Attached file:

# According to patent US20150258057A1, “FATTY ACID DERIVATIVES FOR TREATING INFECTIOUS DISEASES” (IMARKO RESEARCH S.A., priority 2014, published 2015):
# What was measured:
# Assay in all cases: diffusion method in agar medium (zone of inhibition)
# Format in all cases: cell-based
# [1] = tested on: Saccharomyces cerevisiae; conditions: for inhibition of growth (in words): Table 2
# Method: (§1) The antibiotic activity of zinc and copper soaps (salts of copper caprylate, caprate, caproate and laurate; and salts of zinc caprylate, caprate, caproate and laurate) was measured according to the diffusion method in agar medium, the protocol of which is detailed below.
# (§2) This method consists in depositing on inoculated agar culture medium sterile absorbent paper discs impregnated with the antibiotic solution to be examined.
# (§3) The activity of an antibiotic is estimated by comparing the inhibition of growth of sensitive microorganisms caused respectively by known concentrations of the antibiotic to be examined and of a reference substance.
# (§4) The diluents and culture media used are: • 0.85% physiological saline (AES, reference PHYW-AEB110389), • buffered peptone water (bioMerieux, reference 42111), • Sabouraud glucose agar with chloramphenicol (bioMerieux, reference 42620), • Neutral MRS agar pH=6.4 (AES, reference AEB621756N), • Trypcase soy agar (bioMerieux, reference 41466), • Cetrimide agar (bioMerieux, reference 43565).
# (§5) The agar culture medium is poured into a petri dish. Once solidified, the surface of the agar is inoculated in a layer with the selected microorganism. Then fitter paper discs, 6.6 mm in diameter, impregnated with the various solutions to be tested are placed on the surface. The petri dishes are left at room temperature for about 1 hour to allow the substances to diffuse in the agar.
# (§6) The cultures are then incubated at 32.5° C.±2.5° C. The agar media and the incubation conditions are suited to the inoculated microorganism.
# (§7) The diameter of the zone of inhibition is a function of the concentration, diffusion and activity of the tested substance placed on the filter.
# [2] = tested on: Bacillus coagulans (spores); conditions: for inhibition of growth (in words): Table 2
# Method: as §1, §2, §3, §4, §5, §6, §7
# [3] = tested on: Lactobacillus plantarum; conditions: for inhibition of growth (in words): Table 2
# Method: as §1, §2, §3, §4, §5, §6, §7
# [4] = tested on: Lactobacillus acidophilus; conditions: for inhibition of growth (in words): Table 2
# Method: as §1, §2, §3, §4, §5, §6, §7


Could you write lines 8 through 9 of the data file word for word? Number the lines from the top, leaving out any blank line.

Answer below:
# (§3) The activity of an antibiotic is estimated by comparing the inhibition of growth of sensitive microorganisms caused respectively by known concentrations of the antibiotic to be examined and of a reference substance.
# (§4) The diluents and culture media used are: • 0.85% physiological saline (AES, reference PHYW-AEB110389), • buffered peptone water (bioMerieux, reference 42111), • Sabouraud glucose agar with chloramphenicol (bioMerieux, reference 42620), • Neutral MRS agar pH=6.4 (AES, reference AEB621756N), • Trypcase soy agar (bioMerieux, reference 41466), • Cetrimide agar (bioMerieux, reference 43565).